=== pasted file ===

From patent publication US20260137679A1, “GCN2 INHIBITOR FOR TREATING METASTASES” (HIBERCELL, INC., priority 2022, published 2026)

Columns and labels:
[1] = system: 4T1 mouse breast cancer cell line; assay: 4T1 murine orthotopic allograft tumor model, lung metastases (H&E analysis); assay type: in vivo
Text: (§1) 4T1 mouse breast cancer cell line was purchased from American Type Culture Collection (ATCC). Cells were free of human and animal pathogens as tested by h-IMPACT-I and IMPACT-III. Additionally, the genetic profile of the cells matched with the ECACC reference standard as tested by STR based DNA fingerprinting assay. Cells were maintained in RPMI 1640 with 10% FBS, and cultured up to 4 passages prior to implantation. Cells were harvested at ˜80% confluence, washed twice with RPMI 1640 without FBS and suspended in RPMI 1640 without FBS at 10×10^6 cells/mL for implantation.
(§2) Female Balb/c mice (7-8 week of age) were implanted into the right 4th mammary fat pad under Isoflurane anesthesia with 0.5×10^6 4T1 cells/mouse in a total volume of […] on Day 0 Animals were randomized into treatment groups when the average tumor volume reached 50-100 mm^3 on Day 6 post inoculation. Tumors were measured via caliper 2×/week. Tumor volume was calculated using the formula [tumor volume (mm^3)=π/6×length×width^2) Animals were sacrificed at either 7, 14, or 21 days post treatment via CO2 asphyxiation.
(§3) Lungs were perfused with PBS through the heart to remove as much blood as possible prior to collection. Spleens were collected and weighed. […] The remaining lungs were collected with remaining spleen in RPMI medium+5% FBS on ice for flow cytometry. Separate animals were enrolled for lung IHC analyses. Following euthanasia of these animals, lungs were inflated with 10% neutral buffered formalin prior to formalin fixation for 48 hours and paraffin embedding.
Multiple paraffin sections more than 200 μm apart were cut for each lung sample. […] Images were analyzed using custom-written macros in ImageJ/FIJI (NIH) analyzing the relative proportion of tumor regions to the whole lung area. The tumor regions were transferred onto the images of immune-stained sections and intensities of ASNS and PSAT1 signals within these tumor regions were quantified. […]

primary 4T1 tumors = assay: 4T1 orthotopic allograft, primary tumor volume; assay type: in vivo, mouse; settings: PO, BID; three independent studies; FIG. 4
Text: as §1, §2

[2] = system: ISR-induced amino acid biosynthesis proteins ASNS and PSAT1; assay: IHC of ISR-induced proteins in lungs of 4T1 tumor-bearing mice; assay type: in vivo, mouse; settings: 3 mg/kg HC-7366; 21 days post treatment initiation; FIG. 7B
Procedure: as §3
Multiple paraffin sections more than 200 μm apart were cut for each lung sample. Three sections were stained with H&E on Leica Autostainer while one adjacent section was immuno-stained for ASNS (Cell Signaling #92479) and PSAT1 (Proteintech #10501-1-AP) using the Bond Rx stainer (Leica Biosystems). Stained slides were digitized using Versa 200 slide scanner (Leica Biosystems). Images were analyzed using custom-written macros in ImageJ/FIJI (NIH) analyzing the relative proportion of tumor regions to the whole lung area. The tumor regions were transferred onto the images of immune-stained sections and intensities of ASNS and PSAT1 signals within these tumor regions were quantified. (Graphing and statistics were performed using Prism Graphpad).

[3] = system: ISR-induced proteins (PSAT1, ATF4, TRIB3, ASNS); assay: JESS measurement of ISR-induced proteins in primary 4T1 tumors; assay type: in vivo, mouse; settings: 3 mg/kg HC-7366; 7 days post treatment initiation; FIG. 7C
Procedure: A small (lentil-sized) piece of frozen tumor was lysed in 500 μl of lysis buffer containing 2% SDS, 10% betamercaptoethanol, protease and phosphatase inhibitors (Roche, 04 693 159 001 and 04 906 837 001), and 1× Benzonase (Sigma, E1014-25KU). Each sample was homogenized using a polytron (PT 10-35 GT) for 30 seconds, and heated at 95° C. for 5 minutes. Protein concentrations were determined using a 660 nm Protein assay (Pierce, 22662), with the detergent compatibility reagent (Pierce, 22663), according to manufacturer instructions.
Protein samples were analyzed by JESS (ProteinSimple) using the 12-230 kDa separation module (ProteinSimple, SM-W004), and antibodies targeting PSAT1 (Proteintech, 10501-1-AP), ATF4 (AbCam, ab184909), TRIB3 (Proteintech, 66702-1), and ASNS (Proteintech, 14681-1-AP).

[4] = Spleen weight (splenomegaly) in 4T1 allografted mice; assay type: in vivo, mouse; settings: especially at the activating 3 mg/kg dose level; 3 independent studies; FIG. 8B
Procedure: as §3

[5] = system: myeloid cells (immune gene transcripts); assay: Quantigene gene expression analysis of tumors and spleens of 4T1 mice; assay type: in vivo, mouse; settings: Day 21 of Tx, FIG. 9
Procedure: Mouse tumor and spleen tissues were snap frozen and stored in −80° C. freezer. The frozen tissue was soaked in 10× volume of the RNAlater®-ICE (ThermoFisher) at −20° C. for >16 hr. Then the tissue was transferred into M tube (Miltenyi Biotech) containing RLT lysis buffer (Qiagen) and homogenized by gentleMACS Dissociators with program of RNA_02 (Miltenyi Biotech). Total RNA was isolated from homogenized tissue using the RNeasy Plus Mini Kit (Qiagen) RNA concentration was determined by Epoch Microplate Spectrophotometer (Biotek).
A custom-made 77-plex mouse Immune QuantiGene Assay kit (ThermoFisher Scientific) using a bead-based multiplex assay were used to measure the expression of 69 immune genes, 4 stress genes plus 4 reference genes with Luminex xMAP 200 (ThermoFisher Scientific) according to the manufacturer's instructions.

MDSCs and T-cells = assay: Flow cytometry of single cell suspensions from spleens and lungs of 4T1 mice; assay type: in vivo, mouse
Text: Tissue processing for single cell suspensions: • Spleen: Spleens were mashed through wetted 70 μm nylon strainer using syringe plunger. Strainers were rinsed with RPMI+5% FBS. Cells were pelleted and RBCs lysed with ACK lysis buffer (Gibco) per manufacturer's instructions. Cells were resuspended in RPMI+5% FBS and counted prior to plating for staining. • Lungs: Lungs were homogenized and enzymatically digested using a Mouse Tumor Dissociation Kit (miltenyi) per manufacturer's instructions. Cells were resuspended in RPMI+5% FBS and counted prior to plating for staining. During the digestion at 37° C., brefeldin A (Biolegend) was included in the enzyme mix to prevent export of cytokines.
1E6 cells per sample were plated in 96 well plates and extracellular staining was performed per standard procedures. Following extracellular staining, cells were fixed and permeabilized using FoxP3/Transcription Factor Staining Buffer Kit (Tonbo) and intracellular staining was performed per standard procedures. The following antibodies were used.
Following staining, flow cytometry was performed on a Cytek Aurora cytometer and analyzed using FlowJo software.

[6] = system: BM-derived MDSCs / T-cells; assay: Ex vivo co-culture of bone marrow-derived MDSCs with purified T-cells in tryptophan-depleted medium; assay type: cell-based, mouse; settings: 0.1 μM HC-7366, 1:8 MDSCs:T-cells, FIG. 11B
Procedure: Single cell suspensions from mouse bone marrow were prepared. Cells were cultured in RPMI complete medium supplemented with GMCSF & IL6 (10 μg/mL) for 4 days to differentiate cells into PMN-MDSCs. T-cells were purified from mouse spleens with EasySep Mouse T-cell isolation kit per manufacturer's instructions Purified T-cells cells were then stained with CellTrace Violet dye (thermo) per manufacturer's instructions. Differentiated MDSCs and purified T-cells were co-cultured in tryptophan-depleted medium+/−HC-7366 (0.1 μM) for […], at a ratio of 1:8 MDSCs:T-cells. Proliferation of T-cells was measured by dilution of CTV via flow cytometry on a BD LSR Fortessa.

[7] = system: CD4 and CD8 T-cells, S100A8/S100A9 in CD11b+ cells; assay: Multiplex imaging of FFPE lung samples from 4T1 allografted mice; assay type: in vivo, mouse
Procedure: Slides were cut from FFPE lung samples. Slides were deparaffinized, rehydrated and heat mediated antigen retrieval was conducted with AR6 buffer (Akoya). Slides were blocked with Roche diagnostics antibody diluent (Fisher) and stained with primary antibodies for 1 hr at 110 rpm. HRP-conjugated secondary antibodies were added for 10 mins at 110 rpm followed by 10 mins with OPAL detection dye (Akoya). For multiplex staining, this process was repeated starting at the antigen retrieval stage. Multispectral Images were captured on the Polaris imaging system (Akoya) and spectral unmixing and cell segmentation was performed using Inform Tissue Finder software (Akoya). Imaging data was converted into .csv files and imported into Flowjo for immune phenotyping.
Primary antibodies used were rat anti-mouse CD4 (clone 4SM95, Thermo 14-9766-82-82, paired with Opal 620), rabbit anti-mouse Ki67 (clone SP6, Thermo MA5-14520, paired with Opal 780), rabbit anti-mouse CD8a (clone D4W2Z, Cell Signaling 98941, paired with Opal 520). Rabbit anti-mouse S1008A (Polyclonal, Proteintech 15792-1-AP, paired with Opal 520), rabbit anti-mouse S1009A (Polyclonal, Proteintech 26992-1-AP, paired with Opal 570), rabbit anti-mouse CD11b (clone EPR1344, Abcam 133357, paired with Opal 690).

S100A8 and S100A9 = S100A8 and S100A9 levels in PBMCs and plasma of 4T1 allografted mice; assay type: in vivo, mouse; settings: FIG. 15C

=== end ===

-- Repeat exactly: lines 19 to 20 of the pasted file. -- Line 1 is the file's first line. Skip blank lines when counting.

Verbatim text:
Procedure: Mouse tumor and spleen tissues were snap frozen and stored in −80° C. freezer. The frozen tissue was soaked in 10× volume of the RNAlater®-ICE (ThermoFisher) at −20° C. for >16 hr. Then the tissue was transferred into M tube (Miltenyi Biotech) containing RLT lysis buffer (Qiagen) and homogenized by gentleMACS Dissociators with program of RNA_02 (Miltenyi Biotech). Total RNA was isolated from homogenized tissue using the RNeasy Plus Mini Kit (Qiagen) RNA concentration was determined by Epoch Microplate Spectrophotometer (Biotek).
A custom-made 77-plex mouse Immune QuantiGene Assay kit (ThermoFisher Scientific) using a bead-based multiplex assay were used to measure the expression of 69 immune genes, 4 stress genes plus 4 reference genes with Luminex xMAP 200 (ThermoFisher Scientific) according to the manufacturer's instructions.